This blog is made available by Foley & Lardner LLP (“Foley” or “the Firm”) for informational purposes only. It is not meant to convey the Firm’s legal position on behalf of any client, nor is it intended to convey specific legal advice. Any opinions expressed in this article do not necessarily reflect the views of Foley & Lardner LLP, its partners, or its clients. Accordingly, do not act upon this information without seeking counsel from a licensed attorney. This blog is not intended to create, and receipt of it does not constitute, an attorney-client relationship. Communicating with Foley through this website by email, blog post, or otherwise, does not create an attorney-client relationship for any legal matter. Therefore, any communication or material you transmit to Foley through this blog, whether by email, blog post or any other manner, will not be treated as confidential or proprietary. The information on this blog is published “AS IS” and is not guaranteed to be complete, accurate, and or up-to-date. Foley makes no representations or warranties of any kind, express or implied, as to the operation or content of the site. Foley expressly disclaims all other guarantees, warranties, conditions and representations of any kind, either express or implied, whether arising under any statute, law, commercial use or otherwise, including implied warranties of merchantability, fitness for a particular purpose, title and non-infringement. In no event shall Foley or any of its partners, officers, employees, agents or affiliates be liable, directly or indirectly, under any theory of law (contract, tort, negligence or otherwise), to you or anyone else, for any claims, losses or damages, direct, indirect special, incidental, punitive or consequential, resulting from or occasioned by the creation, use of or reliance on this site (including information and other content) or any third party websites or the information, resources or material accessed through any such websites. In some jurisdictions, the contents of this blog may be considered Attorney Advertising. If applicable, please note that prior results do not guarantee a similar outcome. Photographs are for dramatization purposes only and may include models. Likenesses do not necessarily imply current client, partnership or employee status.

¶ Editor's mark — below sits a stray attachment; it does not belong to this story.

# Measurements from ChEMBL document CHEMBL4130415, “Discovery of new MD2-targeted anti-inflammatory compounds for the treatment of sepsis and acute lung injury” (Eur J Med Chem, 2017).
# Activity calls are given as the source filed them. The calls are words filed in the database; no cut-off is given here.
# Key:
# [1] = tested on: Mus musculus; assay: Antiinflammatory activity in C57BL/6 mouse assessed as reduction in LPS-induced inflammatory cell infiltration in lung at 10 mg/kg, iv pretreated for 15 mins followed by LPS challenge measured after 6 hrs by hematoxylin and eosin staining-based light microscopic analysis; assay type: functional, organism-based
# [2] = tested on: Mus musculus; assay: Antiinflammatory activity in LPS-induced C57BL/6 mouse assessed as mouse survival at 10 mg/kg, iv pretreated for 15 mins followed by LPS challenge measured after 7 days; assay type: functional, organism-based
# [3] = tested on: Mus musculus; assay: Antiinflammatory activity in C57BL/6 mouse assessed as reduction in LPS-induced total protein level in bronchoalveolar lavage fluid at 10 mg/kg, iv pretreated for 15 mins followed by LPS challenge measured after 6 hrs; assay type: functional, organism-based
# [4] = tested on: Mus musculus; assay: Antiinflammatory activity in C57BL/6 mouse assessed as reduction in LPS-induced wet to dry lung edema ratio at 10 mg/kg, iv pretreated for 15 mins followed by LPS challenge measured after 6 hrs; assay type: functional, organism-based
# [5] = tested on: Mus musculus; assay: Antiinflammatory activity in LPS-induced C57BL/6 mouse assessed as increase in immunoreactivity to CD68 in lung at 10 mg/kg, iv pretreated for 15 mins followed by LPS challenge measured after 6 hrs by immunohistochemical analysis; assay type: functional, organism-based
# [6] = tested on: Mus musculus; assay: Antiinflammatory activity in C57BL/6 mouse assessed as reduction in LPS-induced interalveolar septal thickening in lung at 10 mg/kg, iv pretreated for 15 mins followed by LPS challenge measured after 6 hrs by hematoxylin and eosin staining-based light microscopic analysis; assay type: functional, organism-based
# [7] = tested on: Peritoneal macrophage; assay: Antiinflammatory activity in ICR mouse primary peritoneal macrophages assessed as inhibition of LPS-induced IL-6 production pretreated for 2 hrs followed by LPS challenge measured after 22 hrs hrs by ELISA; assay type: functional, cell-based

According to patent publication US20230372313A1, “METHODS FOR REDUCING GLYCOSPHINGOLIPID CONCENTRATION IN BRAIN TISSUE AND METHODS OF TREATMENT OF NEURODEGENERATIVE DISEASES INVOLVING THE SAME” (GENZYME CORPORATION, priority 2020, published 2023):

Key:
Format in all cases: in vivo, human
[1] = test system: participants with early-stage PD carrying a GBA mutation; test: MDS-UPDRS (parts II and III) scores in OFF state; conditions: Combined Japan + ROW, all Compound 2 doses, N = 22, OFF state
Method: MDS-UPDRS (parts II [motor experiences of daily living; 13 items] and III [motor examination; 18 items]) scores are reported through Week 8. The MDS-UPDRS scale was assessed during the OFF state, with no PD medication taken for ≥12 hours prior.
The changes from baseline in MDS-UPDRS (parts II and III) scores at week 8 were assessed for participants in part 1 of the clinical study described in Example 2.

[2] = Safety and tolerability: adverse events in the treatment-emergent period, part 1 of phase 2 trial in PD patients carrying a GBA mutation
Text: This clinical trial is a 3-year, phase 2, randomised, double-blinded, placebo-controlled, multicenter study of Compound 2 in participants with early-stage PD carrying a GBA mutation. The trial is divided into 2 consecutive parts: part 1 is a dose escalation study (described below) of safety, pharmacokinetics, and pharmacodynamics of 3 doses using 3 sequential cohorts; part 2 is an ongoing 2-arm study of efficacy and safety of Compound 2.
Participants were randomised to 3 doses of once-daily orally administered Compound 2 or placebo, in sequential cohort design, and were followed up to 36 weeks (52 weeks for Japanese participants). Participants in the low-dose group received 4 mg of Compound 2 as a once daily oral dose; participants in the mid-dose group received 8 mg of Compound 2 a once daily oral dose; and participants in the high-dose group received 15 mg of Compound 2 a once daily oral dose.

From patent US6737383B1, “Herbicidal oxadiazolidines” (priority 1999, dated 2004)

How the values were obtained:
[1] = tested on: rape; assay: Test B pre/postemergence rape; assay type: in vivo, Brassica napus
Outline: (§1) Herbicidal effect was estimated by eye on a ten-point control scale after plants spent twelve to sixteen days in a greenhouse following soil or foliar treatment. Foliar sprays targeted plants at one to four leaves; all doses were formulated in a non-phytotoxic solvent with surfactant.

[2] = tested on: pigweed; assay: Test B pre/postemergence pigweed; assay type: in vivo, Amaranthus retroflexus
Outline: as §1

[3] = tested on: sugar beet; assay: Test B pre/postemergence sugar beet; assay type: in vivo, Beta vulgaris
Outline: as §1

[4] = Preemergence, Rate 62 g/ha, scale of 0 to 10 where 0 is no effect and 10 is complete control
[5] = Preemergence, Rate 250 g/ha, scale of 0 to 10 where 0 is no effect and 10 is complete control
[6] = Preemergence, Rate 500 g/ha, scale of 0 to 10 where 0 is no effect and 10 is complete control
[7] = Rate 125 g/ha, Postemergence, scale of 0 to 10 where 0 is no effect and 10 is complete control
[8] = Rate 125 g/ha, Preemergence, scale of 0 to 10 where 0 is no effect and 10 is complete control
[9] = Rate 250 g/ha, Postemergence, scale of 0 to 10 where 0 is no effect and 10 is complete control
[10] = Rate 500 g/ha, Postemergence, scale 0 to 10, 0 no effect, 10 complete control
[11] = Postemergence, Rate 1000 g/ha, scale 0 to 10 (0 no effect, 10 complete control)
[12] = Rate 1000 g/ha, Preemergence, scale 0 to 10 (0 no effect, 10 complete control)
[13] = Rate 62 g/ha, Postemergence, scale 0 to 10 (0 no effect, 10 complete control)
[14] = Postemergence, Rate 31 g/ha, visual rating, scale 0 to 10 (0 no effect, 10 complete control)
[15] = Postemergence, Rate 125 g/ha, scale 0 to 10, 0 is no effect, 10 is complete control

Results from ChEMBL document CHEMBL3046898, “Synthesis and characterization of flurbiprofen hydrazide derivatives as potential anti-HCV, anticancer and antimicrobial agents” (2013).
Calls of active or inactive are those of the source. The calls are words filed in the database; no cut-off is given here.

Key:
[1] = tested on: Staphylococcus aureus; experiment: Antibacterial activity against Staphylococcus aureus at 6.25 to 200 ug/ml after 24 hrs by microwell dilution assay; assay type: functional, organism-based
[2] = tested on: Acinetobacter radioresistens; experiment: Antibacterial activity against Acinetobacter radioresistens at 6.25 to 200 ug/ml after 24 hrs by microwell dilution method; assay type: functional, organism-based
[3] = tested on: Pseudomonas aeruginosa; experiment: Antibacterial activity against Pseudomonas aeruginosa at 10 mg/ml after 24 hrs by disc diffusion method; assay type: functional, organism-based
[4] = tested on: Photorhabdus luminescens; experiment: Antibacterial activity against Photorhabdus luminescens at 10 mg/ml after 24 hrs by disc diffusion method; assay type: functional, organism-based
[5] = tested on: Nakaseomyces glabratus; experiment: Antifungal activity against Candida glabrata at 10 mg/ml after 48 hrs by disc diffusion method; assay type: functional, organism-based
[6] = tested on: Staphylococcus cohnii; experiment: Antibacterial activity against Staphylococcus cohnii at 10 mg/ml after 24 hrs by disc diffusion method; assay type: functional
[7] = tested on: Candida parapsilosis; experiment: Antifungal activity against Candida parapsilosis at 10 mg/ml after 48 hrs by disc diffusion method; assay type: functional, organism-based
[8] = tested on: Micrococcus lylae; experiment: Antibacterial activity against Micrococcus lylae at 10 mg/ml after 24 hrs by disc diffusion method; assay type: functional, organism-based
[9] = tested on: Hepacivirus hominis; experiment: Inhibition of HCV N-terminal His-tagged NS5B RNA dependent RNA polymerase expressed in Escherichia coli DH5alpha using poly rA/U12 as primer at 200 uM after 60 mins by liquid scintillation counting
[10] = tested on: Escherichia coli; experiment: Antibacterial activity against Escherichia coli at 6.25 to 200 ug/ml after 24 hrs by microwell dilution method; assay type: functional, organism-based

Related Services

Insights

A Review of Recent Whistleblower Developments
19 July 2019
Legal News: Whistleblower Developments
Cloud security inadequate for Cyber threats, are you surprised?
19 July 2019
Internet, IT & e-Discovery Blog
Blockchain: A Tool With a Future in Healthcare
18 July 2019
Health Care Law Today
Do You Know What IMMEX Stands For?
16 July 2019
Dashboard Insights
Review of 2020 Medicare Changes for Telehealth
11 December 2019
Member Call
2019 NDI Executive Exchange
14-15 November 2019
Chicago, IL
MAGI’s Clinical Research Conference
29 October 2019
Las Vegas, NV
Association for Corporate Counsel Annual Meeting 2019
27-30 October 2019
Phoenix, AZ